COMMAND/ORGANIZATION: Program Executive Office for Combat Support and Combat Service Support
TITLE: Director of business management
ACQUISITION CAREER FIELD: Business cost estimating and financial management
YEARS OF SERVICE IN WORKFORCE: 15 years
MILITARY OR CIVILIAN: Civilian
DAWIA CERTIFICATIONS: Level III in business cost estimating and financial management, Level I in program management
EDUCATION: B.S. in mathematics with a minor in sociology, University of Michigan-Dearborn
AWARDS: Achievement Medal for Civilian Service (2008), Commander’s award for Civilian Service (2013), Commander’s award for Civilian Service (2014), 2015 David Packard Award for Excellence in Acquisition (team award), 2015 Project Management Team of the Year (team award), 2016 Under Secretary of Defense for Acquisition, Technology and Logistics Should Cost and Innovation Award (team award)
HOMETOWN: Dearborn, Michigan
by Ellen Summey
Anisah Zeghir is a veritable force of nature. Bold, driven and known for her sense of adventure, she has something in common with famed explorer and mountaineer Sir Edmund Hillary, who said, “It’s not the mountain we conquer, but ourselves.” She loves the outdoors, yes, but it’s about more than the fresh air or the views. Taking on a new challenge—like hiking or zip lining—is how Zeghir satisfies her own natural curiosity and ambition. “Every day is an opportunity to learn, try new things and get out of my comfort zone,” she said. From a very young age, her parents encouraged her to expand her horizons and explore the world around her—a life lesson they had learned firsthand. “My parents emigrated to the U.S. from Lebanon,” she said. “They settled in Michigan, where I was born and raised, and they made sure that my siblings and I understood how fortunate we were to be growing up here.” Zeghir was reminded to be grateful for things that are often taken for granted in the United States, like the ability to live without the constant threat of war. “I never had to experience that as a child, but my parents did,” she said. “They always encouraged us to work hard, study and take advantage of the great opportunities in this country. I always wanted to do my part to give back.”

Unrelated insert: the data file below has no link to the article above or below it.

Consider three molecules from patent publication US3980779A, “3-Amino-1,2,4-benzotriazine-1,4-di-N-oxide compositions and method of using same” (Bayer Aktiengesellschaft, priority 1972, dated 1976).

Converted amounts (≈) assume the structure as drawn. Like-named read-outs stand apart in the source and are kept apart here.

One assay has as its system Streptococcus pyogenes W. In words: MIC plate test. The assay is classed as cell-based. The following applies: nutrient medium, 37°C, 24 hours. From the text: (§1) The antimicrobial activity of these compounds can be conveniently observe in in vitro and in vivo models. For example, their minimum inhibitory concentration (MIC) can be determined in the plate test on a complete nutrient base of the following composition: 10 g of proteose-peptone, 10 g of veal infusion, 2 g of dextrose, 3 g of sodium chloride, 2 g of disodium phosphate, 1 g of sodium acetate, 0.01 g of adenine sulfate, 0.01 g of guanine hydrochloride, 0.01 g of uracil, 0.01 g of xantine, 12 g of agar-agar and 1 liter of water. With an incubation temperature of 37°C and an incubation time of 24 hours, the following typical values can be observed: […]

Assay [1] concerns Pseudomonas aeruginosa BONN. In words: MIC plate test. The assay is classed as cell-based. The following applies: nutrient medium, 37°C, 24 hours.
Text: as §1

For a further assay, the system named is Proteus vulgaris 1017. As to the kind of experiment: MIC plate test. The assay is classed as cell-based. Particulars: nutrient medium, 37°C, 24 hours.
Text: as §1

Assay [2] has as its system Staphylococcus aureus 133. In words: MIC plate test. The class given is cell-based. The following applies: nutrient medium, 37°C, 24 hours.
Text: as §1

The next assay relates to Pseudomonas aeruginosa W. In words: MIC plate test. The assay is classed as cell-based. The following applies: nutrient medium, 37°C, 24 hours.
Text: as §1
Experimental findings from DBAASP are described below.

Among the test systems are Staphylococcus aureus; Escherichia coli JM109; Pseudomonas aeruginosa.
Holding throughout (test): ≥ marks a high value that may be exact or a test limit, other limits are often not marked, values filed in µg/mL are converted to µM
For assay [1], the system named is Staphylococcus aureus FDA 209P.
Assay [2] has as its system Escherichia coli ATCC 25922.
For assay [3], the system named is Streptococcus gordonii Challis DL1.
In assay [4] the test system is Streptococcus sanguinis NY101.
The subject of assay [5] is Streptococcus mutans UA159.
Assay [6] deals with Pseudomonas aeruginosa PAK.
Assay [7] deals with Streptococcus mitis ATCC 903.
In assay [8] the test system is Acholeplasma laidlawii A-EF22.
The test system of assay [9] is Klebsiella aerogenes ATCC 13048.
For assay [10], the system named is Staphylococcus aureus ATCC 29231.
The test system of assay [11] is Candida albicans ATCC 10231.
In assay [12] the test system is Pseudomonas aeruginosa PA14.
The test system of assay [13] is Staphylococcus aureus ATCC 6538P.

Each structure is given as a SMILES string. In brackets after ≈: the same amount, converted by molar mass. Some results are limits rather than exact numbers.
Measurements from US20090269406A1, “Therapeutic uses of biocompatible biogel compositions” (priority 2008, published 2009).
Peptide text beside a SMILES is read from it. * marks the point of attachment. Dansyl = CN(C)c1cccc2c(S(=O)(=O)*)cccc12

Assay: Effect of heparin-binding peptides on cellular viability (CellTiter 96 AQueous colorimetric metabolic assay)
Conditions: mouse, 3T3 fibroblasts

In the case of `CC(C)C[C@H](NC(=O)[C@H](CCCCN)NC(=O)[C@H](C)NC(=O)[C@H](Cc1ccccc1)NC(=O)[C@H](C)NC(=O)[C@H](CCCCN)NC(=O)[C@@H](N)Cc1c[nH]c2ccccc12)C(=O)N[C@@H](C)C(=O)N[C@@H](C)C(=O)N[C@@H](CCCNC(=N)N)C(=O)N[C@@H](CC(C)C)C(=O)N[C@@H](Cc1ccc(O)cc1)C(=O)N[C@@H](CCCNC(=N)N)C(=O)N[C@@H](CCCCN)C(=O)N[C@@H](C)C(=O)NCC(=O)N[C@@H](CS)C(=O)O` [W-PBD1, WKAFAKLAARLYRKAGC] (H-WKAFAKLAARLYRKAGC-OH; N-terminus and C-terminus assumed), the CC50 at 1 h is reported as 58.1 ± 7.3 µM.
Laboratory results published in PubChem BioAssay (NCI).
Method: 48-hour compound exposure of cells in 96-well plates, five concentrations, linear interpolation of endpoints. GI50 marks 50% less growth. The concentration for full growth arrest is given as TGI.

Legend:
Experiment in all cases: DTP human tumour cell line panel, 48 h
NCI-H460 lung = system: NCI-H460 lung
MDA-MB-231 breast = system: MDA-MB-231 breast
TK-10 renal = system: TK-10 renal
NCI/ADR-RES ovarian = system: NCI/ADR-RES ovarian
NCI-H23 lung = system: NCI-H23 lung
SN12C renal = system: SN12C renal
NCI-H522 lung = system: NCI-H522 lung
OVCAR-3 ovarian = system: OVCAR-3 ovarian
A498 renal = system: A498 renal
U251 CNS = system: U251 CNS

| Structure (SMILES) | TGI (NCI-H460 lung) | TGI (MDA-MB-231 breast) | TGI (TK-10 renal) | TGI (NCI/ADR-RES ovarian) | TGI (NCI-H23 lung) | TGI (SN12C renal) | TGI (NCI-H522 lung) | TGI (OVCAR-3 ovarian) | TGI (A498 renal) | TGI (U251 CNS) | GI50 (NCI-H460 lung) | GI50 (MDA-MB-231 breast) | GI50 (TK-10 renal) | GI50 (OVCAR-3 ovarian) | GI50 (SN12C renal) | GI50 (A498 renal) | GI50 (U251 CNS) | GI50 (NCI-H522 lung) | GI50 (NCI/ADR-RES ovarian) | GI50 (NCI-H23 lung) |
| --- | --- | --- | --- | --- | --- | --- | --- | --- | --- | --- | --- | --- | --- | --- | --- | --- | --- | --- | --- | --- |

That advice eventually led her to a career with the Army. Nearing the completion of her mathematics degree in college, she still wasn’t sure of her next step. After hearing a prior graduate speak to students about his work with U.S. Army Tank-automotive and Armaments Command (TACOM), she knew she had found her professional home. “A TACOM representative came to campus and was describing his work and his daily routine as an operations research analyst for the Army,” she said. “Immediately, I knew that was something I would love because it sounded challenging, unique and allowed me to give back.” With her sights set on that job, Zeghir launched her career as an Army civilian. In her first position as—you guessed it—an operations research analyst for TACOM, she evaluated parts for Army vehicles, incorporating data about useful lifespan and other factors, to determine which ones to buy. “I love numbers and spreadsheets and this was a way for me to do what I loved, while ensuring that taxpayers were getting the best product for their money,” she said.